Are Organic Hydroponics Healthy?
Organic Hydroponics Food is healthy, just like organically grown food, under the right circumstances. So, what about Organic Hydroponics using a growing medium other than soil? Most of the time, plants are grown in a chemically derived nutrient liquid. The difference between basic hydroponic gardening and organic hydroponics is how the plants are fed.
One of the origins of organic hydroponics comes from a Montreal gardening experiment. The city recruited two organic gardeners to sustain a viable vegetable cultivation on the rooftop of a city building. The farmers were used to working with traditional soil, and after the first summer, the cons of this method were quickly being discovered.
Aside from the logistics of getting soil onto the top of a building, there was also the concern of the extra weight adding stress to the roof. The plants had to be confined to containers, which left the roots no room to grow. There was the additional problem of enriching the soil with natural microorganisms, and while earthworms could survive container living, the nutrients they provided alone could not suffice the needs of the plant. A new method was needed. The two men decided upon using a hydroponic growing source for their plants, but wanted to maintain the organic quality.
In traditional hydroponics, organic fertilizer cannot be used because its base compounds inhibit the growth of the roots. In order for hydroponics to be considered organic, the organic fertilizer must be broken down by microorganisms and transferred into inorganic materials that won’t affect the crop’s root structure. It’s important that the organic hydroponic farming system maintain an environment that allows the microorganisms to live and create the required nutrients to be water soluble. The growth medium and the fertilizer must also sustain the microorganisms to fully operate within the created ecosystem.
Sounds technical and scientific, but home-based organic hydroponic gardening is easier than it seems. There are several brands of hydroponic solutions on the market, but finding one that is organic may prove a bit more difficult. It’s easy to mix a batch of organic plant food using seaweed, fish castings and bat guano. Because organic farming has hit a new high, the hydroponics market has made its presence known in the competition. Most items needed to create an organic hydroponic solution can be found at a hydroponic gardening specific supply store.
There are several different systems that can be used to create an organic hydroponic garden. One method, and probably the best for beginners because it’s the simplest, is to hand water. This method requires the use of a container, made from coconut coir, vermiculite, or sphagnum peat, because of their ability to retain water. This is an easy home method.
The reservoir method is another easy home hydroponic system. In this method, nutrient solution is placed in a container, and different containers holding the plants sit in the solutions. A basic air pump, the kind normally used in an aquarium, circulates the nutrient solution and keeps the roots from drowning. The plant containers usually have small holes in the bottom, allowing the roots to extend into the nutrient solution. It is important to keep the nutrient solution from being exposed to light, so as not to expose it to algae cultures or fungus.
The flood and drain method requires plants to sit in their own container separate from the nutrient reservoir. Occasionally, the nutrient solution will flood the upper container through pump mechanics. After the plants are soaked, the pumps turn off and the solution drains back into the reservoir. Depending on the media used for growth, the time between flooding and draining differs. This is another simple system with basic functioning parts that make it an ideal candidate for home hydroponics. If a high quality water pump is used, this method can also be sustained organically.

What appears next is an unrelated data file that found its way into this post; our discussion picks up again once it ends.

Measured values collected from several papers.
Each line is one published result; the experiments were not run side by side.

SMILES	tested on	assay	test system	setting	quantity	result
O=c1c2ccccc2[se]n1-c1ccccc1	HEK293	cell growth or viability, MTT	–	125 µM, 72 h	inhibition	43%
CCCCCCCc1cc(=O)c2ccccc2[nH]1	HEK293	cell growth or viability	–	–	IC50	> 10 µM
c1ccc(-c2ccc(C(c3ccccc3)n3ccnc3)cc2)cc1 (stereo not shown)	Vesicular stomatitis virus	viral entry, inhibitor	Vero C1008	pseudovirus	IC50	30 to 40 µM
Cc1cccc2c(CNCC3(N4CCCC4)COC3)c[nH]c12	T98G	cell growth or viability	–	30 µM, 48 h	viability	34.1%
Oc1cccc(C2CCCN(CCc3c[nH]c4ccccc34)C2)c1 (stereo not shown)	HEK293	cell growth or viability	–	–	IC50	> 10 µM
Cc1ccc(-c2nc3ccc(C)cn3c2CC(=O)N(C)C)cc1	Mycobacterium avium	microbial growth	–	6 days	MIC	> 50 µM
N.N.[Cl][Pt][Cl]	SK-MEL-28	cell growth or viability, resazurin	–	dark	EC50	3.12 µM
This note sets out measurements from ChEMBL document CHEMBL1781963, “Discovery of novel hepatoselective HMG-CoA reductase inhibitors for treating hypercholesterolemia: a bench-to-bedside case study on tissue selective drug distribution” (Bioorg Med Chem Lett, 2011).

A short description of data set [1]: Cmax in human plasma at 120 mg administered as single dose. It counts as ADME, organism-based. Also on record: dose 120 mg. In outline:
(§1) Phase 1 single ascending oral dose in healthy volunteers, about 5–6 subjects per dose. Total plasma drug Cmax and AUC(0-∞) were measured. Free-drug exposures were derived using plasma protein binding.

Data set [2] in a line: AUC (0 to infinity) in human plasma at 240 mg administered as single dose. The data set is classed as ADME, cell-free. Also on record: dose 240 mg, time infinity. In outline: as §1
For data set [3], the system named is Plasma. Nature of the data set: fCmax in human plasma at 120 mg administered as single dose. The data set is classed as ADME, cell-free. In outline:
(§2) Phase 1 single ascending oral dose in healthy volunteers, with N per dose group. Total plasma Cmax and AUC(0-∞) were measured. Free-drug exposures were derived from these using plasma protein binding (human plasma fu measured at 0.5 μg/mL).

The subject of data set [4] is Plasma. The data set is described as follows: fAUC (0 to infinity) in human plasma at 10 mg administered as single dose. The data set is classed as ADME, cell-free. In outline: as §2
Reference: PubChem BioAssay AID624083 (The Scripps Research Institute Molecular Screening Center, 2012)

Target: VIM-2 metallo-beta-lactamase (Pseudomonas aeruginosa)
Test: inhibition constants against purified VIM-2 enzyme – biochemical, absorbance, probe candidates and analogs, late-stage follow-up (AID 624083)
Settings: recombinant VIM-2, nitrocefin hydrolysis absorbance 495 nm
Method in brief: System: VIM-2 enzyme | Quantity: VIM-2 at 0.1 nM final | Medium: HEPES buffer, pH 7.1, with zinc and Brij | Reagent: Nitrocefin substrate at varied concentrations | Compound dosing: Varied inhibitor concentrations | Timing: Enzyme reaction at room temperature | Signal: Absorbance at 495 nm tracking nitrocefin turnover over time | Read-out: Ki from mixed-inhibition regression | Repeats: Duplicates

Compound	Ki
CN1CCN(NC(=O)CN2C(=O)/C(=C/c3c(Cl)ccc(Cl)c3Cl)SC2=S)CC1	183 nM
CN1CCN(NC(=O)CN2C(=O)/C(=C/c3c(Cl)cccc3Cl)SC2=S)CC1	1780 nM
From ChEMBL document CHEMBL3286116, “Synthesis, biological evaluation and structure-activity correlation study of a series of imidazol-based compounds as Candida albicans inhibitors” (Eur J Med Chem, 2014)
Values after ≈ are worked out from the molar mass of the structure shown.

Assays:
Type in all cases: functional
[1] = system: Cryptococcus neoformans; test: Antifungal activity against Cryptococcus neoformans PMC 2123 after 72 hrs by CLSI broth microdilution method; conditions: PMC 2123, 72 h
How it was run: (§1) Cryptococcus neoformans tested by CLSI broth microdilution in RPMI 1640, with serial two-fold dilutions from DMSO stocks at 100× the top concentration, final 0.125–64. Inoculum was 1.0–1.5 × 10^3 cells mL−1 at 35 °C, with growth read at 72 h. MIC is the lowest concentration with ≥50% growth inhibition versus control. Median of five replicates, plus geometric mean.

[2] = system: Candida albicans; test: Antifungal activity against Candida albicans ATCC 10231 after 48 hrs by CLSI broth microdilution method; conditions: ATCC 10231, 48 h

It’s important in an organic hydroponic system that there are no possibilities of clogging, which is why devices that use sprays or drips are not recommended.
The potential crop yield, especially in urban gardening situations, makes hydroponic gardening an obvious choice. Sure, it’s not the most aesthetically pleasing gardening situation, and it takes the idea of digging in the dirt out of the equation, but it definitely has its benefits. Because the nutrients are being delivered to the root system directly, the plant often grows up to fifty percent faster and maintains an overall healthier appearance. Hydroponic gardeners have more control over the balance in their plants. The can ensure efficiency in PH levels and nutrient content, and reduce wasted water with more concentrated feedings. Hydroponic systems that are set up to recycle nutrients and water use as little as ten percent of what soil based systems require.
The socio-economic benefit of organic hydroponic gardening has been tested in several urban markets since the Montreal experiment. It allows for fresh produce to be readily available in markets where that may not otherwise be possible. These gardens can provide the same amount as soil agriculture, but in only a fifth of the space, and do not rely on growing seasons. Some hydroponic farming gardens have shown to produce year round crops when artificially lit.
Organically grown hydroponic crops are thought to be more nutritious to the consumer. Compared to their earthen counterparts, hydroponically grown fruits and vegetables have shown an increased amount of vitamins and minerals. It’s also been shown that while the flavor and appearance of hydroponic plants are superior, the fruits produced actually remain fresher for a longer period of time. Organic hydroponics offers the benefits of chemical free nutrient rich food at a cost that’s more environmentally friendly and more readily available in most markets.
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